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Starting one prestd for each YugabyteDB node:

docker run -d -p 3002:3000 --network yb-net \
  -e PREST_PG_URL=postgres://yugabyte:yugabyte@yb-tserver-n2:5433/yugabyte \
  -e PREST_DEBUG=true \
  prest/prest:v1

docker run -d -p 3003:3000 --network yb-net \
  -e PREST_PG_URL=postgres://yugabyte:yugabyte@yb-tserver-n3:5433/yugabyte \
  -e PREST_DEBUG=true \
  prest/prest:v1
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Querying any endpoint to read from the view

curl -i -X GET "http://127.0.0.1:3001/yugabyte/public/yb_servers" -H "Content-Type: application/json"

[
{"host": "yb-tserver-n3", "zone": "rack1", "cloud": "cloud1", "region": "datacenter1"},
 {"host": "yb-tserver-n2", "zone": "rack1", "cloud": "cloud1", "region": "datacenter1"},
 {"host": "yb-tserver-n1", "zone": "rack1", "cloud": "cloud1", "region": "datacenter1"}
]

curl -i -X GET "http://127.0.0.1:3003/yugabyte/public/yb_servers" -H "Content-Type: application/json"

[
{"host": "yb-tserver-n3", "zone": "rack1", "cloud": "cloud1", "region": "datacenter1"},
 {"host": "yb-tserver-n2", "zone": "rack1", "cloud": "cloud1", "region": "datacenter1"},
 {"host": "yb-tserver-n1", "zone": "rack1", "cloud": "cloud1", "region": "datacenter1"}
]
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All works as with PostgreSQL, with the additional High Availability and Elasticity provided by YugabyteDB 🚀

Sakila

For more tests, I import the Sakila database:

for sql in yugabytedb-sakila-schema.sql yugabytedb-sakila-insert-data.sql
do
 curl -s https://raw.githubusercontent.com/jOOQ/sakila/main/yugabytedb-sakila-db/$sql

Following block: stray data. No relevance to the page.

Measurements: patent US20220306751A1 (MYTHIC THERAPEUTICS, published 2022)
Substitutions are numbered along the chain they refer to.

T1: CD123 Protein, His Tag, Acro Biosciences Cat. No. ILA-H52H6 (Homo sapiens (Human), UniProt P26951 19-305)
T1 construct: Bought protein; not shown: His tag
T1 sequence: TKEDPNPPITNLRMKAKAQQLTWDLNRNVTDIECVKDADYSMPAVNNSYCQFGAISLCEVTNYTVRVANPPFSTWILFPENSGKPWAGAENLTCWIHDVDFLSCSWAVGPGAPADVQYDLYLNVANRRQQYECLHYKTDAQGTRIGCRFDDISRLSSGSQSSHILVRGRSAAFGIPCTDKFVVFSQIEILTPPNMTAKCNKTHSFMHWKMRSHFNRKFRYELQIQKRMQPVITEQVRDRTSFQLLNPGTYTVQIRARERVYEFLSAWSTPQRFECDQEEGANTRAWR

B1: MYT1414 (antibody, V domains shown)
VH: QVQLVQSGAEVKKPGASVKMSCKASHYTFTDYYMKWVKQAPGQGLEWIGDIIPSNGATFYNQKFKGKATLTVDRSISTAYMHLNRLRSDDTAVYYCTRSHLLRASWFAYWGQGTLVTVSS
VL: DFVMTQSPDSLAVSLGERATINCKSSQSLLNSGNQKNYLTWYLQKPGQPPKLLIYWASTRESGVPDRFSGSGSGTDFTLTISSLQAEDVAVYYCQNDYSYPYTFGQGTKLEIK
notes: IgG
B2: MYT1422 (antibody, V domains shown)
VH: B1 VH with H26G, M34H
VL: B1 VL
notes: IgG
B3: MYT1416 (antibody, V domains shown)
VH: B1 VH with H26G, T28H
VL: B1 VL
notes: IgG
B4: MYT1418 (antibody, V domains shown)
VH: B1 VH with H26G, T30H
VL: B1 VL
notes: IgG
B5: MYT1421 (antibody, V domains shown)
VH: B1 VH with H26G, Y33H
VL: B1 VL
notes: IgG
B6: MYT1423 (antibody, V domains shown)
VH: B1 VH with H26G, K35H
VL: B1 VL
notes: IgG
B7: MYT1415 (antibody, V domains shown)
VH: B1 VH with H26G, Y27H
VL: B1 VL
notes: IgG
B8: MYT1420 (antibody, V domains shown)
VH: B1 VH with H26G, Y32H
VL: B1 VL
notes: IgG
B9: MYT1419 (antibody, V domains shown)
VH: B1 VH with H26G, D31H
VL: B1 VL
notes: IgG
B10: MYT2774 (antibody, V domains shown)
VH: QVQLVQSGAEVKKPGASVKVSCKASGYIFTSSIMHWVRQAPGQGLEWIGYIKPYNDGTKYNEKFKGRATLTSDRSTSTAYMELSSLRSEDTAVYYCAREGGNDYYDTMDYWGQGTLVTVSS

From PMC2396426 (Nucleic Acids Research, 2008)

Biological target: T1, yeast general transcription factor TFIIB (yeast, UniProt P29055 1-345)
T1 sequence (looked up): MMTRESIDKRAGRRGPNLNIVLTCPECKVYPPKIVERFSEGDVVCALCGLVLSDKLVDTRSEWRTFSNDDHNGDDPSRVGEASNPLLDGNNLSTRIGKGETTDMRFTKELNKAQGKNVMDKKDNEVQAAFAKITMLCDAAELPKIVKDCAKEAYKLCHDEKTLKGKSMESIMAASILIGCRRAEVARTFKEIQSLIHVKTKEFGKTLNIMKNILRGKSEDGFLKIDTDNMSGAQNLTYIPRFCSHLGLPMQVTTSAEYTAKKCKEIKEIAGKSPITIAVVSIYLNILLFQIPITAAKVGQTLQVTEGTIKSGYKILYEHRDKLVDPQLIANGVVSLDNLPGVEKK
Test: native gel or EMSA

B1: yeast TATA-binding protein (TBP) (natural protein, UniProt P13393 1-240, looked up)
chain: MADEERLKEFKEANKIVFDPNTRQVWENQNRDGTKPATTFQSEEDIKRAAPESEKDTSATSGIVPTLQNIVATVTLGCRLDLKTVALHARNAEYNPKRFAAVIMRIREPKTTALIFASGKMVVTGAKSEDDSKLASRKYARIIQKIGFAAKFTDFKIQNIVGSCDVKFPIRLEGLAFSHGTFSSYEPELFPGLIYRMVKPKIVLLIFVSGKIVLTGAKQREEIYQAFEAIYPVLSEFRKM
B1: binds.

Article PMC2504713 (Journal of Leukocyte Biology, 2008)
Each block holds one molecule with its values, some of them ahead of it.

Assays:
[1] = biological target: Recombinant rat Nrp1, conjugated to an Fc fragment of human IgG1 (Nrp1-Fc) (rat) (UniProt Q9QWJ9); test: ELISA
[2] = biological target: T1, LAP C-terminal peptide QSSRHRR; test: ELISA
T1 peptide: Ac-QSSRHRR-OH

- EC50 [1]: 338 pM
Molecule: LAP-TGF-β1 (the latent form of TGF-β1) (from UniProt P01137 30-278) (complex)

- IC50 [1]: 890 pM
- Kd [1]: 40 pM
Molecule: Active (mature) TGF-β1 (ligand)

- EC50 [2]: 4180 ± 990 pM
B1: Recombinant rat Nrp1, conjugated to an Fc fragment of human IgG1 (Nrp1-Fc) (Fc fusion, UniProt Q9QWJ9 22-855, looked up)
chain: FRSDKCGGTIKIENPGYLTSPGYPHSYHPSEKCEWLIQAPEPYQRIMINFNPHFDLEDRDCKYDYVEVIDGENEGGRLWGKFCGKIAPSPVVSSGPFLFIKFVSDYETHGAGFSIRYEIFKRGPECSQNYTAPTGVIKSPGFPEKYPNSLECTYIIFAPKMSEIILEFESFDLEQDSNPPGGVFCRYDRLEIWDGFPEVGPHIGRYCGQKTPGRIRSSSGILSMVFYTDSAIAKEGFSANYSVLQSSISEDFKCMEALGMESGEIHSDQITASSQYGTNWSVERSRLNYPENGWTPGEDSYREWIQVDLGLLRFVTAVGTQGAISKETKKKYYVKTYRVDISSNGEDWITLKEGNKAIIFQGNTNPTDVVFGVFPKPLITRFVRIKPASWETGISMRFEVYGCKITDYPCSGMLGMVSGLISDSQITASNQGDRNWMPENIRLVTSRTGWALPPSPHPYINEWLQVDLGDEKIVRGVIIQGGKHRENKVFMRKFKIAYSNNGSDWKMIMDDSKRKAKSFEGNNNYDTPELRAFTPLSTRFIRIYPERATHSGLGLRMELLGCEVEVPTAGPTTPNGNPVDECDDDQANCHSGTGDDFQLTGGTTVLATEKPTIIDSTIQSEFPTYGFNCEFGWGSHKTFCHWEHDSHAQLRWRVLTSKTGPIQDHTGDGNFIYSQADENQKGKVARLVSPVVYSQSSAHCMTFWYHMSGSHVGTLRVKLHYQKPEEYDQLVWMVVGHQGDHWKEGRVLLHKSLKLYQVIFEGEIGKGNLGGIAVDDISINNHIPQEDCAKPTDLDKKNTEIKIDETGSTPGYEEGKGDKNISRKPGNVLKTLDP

done | 
docker run -i --rm --network yb-net yugabytedb/yugabyte \
  ysqlsh -h yb-tserver-n1

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Here is a simple query:

curl -sG http://127.0.0.1:3001/yugabyte/public/rental \
  -d _select='customer.last_name,customer.first_name' \
  -d _join='inner:customer:rental.customer_id:$eq:customer.customer_id' \
  -d staff_id=2 \
  -d _order='-return_date' -d _page=1 -d _page_size=5 | jq '.'
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And the result:
Image description

REST API is a great interface with the database. The application developer has a simple API for CRUD operations and a SQL developer can even add views or custom queries for more complex use cases. With a SQL database, no need to worry about race conditions: choose the right isolation level and the database will prevent anomalies. With Distributed SQL database, the application is always available even during failures or upgrades. With YugabyteDB, all this is Open Source and PostgreSQL compatible.

My recommendation is to encapsulate complex queries into views so that the call to the REST API stays simple with a GET /{DATABASE}/{SCHEMA}/{VIEW} with parameters for filters, sort, pagination. The application developer doesn't have to think about the SQL complexity and the database developer can optimize the access paths.